This does not, by the way, mean that Nero Caesar (who was emperor at the time) would be the one hear his case; rather, appealing to Caesar meant simply that he wanted his trial to take place in Caesar’s court in Rome, where judges representing Caesar would hear Paul’s case. While it is possible that Caesar might have heard Paul’s case, it is very improbable that he had any personal invlovement.

Still, once the appeal had been made, Festus had only one thing to do and that was to send Paul to Rome. Of course, the quickest and least expensive way to transport a prisoner from Jerusalem to Rome was via the Mediterranean Sea. That is why Judaea was so important to Rome, because of its strategic location along the coast of the great sea.

Thus, Paul was put under the care of Captain Julius, who was to transport him on his ship from Judaea to Rome. I want to pause their for a split second. The number one responsibility of Julius was to ensure the safe arrival of Paul to Rome so that he may be tried in the Roman courts. Should Paul have pulled any shenanigans and escaped, Julius’ life would have been forfeit. It was NOT okay to fail Caesar.

So, it is curious to see how friendly Julius was with Paul. In fact, friendly does not do justice to the way that Julius treated this prisoner. He was not only kind to him, but showed him an exorbitant amount of respect and TRUST. For instance, while they were docked at Sidon, Julius allowed Paul to leave the boat and be visited and tended to by his friends.

If Paul had escaped, it would have been not been good for Julius; yet, the captain trusted Paul NOT to escape. This shows what a man of honor and integrity Paul must have been. Julius trusted him so much that he was willing to let Paul leave the ship to spend time with friends. Paul, as it were, would not forget that kind act of trust.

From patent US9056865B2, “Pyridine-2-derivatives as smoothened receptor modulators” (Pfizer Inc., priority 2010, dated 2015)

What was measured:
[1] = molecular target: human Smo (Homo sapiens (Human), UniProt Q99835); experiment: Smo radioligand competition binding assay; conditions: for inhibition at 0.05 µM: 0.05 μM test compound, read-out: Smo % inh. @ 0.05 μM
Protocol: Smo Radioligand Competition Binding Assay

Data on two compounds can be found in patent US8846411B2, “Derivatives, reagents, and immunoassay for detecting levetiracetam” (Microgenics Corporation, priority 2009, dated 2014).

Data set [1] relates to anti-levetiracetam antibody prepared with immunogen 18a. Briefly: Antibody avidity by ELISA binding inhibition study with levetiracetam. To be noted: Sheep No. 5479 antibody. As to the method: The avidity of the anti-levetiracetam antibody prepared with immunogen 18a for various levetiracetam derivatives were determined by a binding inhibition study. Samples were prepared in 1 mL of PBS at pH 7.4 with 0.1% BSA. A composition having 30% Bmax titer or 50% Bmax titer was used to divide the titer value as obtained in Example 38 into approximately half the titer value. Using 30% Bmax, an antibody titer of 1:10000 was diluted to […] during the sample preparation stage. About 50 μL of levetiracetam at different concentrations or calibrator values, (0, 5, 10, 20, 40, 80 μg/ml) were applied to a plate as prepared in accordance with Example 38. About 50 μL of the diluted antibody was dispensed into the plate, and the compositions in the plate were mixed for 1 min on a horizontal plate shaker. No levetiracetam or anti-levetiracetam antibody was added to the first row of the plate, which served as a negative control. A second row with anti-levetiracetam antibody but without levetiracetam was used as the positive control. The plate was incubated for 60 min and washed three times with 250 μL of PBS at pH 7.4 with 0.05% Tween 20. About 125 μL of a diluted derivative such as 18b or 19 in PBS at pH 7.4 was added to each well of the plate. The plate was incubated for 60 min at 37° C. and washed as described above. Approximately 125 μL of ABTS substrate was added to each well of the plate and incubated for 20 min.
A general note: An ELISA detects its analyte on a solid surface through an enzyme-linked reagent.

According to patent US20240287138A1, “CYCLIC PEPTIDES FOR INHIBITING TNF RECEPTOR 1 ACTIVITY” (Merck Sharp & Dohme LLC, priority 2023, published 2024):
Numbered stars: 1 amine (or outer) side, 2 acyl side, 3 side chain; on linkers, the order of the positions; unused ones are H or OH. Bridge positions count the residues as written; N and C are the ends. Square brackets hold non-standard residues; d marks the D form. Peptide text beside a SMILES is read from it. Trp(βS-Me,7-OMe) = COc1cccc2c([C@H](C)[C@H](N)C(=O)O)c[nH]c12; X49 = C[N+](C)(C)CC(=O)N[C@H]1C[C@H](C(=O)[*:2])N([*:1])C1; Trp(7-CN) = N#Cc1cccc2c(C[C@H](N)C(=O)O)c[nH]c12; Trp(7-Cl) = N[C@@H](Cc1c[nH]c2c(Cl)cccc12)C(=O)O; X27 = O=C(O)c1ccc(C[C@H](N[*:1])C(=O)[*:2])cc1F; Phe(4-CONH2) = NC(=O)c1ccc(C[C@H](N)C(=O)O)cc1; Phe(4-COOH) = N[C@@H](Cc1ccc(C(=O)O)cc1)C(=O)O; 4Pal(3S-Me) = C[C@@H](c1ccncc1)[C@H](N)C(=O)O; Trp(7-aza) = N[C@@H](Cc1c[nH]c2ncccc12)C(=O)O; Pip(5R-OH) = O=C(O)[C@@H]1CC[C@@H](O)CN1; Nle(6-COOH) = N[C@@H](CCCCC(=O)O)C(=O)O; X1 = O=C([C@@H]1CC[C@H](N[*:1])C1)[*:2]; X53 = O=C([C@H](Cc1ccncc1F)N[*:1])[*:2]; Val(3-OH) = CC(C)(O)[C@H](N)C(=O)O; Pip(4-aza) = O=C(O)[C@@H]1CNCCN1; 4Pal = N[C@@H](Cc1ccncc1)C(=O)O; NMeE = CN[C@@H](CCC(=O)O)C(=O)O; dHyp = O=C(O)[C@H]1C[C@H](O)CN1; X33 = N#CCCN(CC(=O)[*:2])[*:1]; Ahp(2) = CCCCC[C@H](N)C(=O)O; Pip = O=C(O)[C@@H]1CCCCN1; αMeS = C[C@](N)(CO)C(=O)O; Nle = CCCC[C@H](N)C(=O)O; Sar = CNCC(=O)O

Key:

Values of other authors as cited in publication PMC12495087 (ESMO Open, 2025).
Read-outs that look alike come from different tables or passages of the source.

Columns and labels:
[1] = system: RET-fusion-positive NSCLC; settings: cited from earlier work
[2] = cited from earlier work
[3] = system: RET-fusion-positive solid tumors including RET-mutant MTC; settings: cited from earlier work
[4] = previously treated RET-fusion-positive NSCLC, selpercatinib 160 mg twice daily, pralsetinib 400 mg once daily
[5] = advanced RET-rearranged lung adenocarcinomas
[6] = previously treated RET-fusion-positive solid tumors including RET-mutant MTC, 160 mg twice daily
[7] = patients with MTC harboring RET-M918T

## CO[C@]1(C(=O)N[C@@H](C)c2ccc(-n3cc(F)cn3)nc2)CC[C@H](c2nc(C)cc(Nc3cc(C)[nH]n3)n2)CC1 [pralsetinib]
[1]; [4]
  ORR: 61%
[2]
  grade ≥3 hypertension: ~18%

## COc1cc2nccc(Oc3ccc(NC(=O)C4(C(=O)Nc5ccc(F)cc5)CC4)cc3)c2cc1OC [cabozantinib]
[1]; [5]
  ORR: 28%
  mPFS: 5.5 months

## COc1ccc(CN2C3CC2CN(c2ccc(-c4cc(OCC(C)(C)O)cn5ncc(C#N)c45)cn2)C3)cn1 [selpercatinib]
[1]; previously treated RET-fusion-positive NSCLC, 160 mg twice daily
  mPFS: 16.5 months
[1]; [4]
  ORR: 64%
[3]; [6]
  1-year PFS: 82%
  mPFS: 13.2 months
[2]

We do not know if Julius ever became a Christian or not. The chances are that he didn’t; however, Paul respected him and his entire crew. During a major storm, Paul not only comforted them, but assured them that God had shown him in a vision that NONE of the crew would be harmed. As it turned out, all of the crew indeed did survive the shipwreck. No one was harmed or died, just as Paul promised.

So, what do we make of this? Simple. Kindness goes along way. In regard to Paul, he was a person of honor and integrity and Julius could tell that about him, just as one knows that they are going to instantly click with someone they’ve just met. In regard to Julius, he was willing to give Paul his trust and, as a result, Paul was able to be cared for.

In Paul and Julius, we see models for how we ought to be. Paul shows us that we ought to be people of honor and integrity. Julius, though he may not have recognized it, placed his trust in God and did what he believed was right and just for Paul. His kindness not only blessed Paul but, in the end, it became a blessing to his entire crew. Let us, therefore be a blessing to others through our honor, integrity, and kindness through placing our trust in God and treating others as we would like to be treated.